Who are the owners to tell anyone what to do? I guarantee you that they were not motivated by the courage of their convictions, but rather their profits and the bottom line. This is the same league who charged the Department of Defense to have the American Flag on the field during the Anthem and to recognize Servicemembers in the Paid Patriotism scandal in 2015. This is the same league that has faced scrutiny for selling merchandise every November in their Salute to Service campaign around Veterans Day and only giving a small amount to charity. Jerry Jones, owner of the Dallas Cowboys, has become a leader in the opposition of kneeling. He has proclaimed that any Cowboy who kneels will be cut from his team. Yet, Jones, the patriot poser in charge, has also been caught on video not taking his hat off and talking during the National Anthem.

Jones is not the only part-time patriot with a checkered history. Dan Snyder, owner of the Washington Redskins, has been accused of forcing Redskin cheerleaders to go on trips with sponsors and act as escorts. In 2014 Jim Irsay, owner of the Indianapolis Colts, was arrested for driving under the influence and possession of illegal narcotics while also having nearly $30,000 in cash hidden in a laundry bag. Jerry Richardson, former owner of the Carolina Panthers, was accused of workplace misconduct, sexual harassment, and racism, which forced him to sell the team this year. Last year Houston Texans owner Bob McNair was forced to apologize when he claimed that the “inmates were running the prison” while talking about this issue. These are not the type of people who should be dictating how to behave, and certainly should not be called patriots.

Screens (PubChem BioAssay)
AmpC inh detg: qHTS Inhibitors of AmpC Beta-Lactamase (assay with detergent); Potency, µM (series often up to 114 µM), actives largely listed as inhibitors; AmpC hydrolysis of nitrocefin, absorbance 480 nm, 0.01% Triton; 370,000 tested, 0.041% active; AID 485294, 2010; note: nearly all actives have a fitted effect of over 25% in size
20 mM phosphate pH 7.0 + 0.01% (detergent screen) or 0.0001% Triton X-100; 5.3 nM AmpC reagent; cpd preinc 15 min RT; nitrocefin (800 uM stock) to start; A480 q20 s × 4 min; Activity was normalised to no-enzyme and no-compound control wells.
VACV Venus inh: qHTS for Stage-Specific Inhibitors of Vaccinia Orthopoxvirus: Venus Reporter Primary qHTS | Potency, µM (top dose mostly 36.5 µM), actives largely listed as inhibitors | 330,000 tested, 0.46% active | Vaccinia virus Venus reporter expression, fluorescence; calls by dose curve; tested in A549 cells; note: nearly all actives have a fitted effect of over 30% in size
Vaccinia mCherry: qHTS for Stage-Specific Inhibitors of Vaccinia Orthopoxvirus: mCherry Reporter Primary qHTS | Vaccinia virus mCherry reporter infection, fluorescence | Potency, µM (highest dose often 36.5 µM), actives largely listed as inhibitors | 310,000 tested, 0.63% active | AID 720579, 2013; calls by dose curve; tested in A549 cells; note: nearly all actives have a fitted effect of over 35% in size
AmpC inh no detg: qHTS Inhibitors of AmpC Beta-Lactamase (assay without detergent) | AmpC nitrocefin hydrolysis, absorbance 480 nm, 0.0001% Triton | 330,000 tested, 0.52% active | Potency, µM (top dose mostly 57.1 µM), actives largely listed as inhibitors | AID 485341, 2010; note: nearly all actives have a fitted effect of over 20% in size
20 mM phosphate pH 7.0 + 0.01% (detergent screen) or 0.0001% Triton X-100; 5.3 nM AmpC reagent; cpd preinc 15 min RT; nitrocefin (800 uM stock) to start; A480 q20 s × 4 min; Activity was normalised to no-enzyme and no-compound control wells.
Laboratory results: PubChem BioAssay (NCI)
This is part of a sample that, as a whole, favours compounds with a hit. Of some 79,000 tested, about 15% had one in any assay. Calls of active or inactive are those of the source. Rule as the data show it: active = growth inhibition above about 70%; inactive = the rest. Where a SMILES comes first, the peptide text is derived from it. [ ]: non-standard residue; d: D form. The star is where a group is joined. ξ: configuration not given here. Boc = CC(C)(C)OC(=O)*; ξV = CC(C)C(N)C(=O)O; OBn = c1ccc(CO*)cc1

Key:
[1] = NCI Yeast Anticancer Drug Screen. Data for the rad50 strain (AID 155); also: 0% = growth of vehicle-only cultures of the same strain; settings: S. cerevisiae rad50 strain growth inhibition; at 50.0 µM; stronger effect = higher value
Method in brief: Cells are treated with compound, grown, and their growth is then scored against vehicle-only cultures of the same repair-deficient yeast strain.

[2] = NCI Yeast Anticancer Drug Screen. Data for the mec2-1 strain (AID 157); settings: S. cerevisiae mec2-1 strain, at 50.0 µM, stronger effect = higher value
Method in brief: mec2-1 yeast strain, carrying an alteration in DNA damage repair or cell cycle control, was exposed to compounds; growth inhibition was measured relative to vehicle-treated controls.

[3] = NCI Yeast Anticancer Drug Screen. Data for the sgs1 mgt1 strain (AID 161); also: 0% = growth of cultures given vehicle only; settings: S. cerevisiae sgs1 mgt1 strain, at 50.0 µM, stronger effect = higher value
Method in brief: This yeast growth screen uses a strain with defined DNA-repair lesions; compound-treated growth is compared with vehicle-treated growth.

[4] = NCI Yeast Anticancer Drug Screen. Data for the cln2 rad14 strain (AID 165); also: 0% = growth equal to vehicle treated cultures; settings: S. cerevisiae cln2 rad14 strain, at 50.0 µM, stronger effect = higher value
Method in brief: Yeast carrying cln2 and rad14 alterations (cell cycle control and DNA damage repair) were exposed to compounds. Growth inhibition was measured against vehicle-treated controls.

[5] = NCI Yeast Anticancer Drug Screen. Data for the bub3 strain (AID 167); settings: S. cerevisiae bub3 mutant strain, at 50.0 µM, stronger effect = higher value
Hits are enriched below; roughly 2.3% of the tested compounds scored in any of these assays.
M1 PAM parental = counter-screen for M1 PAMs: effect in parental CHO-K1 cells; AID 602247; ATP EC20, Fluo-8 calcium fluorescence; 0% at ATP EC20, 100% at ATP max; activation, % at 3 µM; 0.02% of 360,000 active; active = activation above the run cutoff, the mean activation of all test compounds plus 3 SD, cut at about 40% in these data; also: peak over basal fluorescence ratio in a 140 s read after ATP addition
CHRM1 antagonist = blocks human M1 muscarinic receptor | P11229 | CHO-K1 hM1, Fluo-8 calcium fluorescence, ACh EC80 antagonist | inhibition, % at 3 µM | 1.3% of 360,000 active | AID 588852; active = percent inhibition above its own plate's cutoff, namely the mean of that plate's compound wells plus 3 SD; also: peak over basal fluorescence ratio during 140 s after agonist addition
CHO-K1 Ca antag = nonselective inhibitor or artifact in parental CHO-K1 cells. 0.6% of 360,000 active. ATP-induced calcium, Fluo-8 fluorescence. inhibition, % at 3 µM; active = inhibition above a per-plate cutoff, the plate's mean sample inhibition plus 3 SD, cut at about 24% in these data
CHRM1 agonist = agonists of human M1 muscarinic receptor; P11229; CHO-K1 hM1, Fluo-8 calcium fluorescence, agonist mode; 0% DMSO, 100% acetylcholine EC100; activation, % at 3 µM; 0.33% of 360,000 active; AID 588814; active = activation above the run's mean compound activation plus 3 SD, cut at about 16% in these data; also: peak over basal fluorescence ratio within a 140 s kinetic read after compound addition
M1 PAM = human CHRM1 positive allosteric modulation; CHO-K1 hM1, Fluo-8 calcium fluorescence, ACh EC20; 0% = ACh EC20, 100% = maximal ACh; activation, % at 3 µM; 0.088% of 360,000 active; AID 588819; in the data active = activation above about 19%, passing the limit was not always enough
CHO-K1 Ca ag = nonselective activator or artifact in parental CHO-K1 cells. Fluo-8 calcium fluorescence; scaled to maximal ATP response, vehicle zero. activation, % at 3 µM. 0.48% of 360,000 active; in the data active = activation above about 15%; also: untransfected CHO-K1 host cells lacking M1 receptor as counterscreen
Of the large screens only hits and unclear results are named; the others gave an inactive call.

My answer? It’s all about respect. The National Anthem, the Flag, and the Pledge of Allegiance mean nothing if people do not know what they represent. Teams and players should visit hospitals run by the US Department of Veterans Affairs to see that the price of freedom is not free. The New England Patriots have two private planes and can travel anywhere. Visit Normandy, the Vietnam Veterans Memorial Wall in Washington, DC, or Arlington National Cemetery. Do something to honor the legacy of Pat Tillman; the former Arizona Cardinal who declined a lucrative contract to become an Army Ranger and was killed in action in Afghanistan in 2004.

The players can do their part too. Use their social media platforms and interviews to raise awareness for their causes. Patriots safety Devin McCourty co-authored an op-ed in the Boston Globe with owners Robert and Jonathan Kraft about juvenile justice. Larry Fitzgerald of the Cardinals has donated time and money to the Boys and Girls Club. Players from the Baltimore Ravens, Colts, Jacksonville Jaguars, and Patriots, among others, have gone on ride alongs with local police. Many players have started equality funds and donated money to youth football leagues. These are all great things and we should focus more on them.  Selectwoman Melissa Schlag could learn a thing or two from these players.

 - Kyle Toto is a Combat Veteran and host of WRKO's Sound Off which airs every Saturday from 5-6:00 PM.